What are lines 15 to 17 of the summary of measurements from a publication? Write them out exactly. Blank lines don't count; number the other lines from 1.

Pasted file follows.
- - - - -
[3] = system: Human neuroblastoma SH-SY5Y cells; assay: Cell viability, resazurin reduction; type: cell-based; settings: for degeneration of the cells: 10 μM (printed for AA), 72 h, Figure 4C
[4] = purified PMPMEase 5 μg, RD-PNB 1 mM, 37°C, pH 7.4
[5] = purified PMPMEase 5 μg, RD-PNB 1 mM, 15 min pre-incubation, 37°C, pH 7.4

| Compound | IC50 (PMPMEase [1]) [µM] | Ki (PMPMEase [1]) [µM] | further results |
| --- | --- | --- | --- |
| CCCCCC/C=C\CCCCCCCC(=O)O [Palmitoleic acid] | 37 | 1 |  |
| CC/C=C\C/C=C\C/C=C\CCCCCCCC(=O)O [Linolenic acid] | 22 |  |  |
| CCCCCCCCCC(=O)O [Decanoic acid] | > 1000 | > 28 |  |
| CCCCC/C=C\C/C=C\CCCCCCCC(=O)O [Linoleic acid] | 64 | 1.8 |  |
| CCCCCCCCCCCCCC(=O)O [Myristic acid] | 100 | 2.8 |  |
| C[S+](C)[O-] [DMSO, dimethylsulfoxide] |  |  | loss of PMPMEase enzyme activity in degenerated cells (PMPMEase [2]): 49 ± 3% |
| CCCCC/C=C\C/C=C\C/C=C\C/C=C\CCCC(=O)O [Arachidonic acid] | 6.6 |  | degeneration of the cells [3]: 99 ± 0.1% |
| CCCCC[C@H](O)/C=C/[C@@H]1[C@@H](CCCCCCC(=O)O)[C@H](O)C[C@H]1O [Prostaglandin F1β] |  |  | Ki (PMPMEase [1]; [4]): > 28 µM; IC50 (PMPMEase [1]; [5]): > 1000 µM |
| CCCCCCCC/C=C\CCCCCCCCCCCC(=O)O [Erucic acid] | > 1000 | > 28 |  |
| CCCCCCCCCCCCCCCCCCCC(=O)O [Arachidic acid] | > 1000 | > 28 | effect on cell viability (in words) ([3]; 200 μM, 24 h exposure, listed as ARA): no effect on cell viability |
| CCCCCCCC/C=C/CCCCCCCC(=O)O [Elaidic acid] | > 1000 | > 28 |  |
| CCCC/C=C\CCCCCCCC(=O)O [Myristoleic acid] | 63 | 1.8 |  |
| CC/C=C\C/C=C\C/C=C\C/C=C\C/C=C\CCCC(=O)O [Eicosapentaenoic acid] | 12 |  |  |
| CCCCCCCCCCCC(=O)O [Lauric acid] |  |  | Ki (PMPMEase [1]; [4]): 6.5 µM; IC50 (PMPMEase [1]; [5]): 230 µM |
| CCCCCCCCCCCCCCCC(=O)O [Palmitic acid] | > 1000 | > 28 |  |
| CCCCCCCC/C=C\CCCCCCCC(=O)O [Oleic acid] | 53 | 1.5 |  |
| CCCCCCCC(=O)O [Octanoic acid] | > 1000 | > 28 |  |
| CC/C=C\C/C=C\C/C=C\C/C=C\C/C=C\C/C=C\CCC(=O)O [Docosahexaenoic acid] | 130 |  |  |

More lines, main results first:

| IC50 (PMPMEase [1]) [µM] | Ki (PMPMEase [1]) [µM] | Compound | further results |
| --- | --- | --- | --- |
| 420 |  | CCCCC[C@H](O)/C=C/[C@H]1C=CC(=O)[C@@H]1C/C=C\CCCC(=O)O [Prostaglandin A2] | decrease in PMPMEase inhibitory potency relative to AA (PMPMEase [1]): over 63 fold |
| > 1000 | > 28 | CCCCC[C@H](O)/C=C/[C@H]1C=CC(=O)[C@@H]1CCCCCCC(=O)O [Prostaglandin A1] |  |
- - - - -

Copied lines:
| CCCCCCCCCCCCCCCCCCCC(=O)O [Arachidic acid] | > 1000 | > 28 | effect on cell viability (in words) ([3]; 200 μM, 24 h exposure, listed as ARA): no effect on cell viability |
| CCCCCCCC/C=C/CCCCCCCC(=O)O [Elaidic acid] | > 1000 | > 28 |  |
| CCCC/C=C\CCCCCCCC(=O)O [Myristoleic acid] | 63 | 1.8 |  |